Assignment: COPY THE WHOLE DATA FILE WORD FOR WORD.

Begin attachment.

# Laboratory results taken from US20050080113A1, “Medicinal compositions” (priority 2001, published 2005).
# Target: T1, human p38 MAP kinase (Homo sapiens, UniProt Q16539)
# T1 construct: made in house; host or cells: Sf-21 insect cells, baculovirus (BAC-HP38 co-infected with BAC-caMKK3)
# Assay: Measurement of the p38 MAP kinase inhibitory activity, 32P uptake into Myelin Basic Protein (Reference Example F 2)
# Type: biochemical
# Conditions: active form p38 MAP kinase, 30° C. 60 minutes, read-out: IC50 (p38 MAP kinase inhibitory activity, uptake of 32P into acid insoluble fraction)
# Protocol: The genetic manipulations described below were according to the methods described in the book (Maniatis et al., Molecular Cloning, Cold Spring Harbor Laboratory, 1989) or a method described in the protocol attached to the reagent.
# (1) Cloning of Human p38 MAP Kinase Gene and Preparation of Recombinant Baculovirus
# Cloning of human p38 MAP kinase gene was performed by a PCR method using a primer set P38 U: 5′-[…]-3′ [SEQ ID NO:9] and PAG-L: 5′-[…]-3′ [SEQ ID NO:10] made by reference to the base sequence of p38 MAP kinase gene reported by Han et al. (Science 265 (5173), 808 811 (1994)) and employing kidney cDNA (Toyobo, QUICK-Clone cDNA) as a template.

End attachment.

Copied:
# Laboratory results taken from US20050080113A1, “Medicinal compositions” (priority 2001, published 2005).
# Target: T1, human p38 MAP kinase (Homo sapiens, UniProt Q16539)
# T1 construct: made in house; host or cells: Sf-21 insect cells, baculovirus (BAC-HP38 co-infected with BAC-caMKK3)
# Assay: Measurement of the p38 MAP kinase inhibitory activity, 32P uptake into Myelin Basic Protein (Reference Example F 2)
# Type: biochemical
# Conditions: active form p38 MAP kinase, 30° C. 60 minutes, read-out: IC50 (p38 MAP kinase inhibitory activity, uptake of 32P into acid insoluble fraction)
# Protocol: The genetic manipulations described below were according to the methods described in the book (Maniatis et al., Molecular Cloning, Cold Spring Harbor Laboratory, 1989) or a method described in the protocol attached to the reagent.
# (1) Cloning of Human p38 MAP Kinase Gene and Preparation of Recombinant Baculovirus
# Cloning of human p38 MAP kinase gene was performed by a PCR method using a primer set P38 U: 5′-[…]-3′ [SEQ ID NO:9] and PAG-L: 5′-[…]-3′ [SEQ ID NO:10] made by reference to the base sequence of p38 MAP kinase gene reported by Han et al. (Science 265 (5173), 808 811 (1994)) and employing kidney cDNA (Toyobo, QUICK-Clone cDNA) as a template.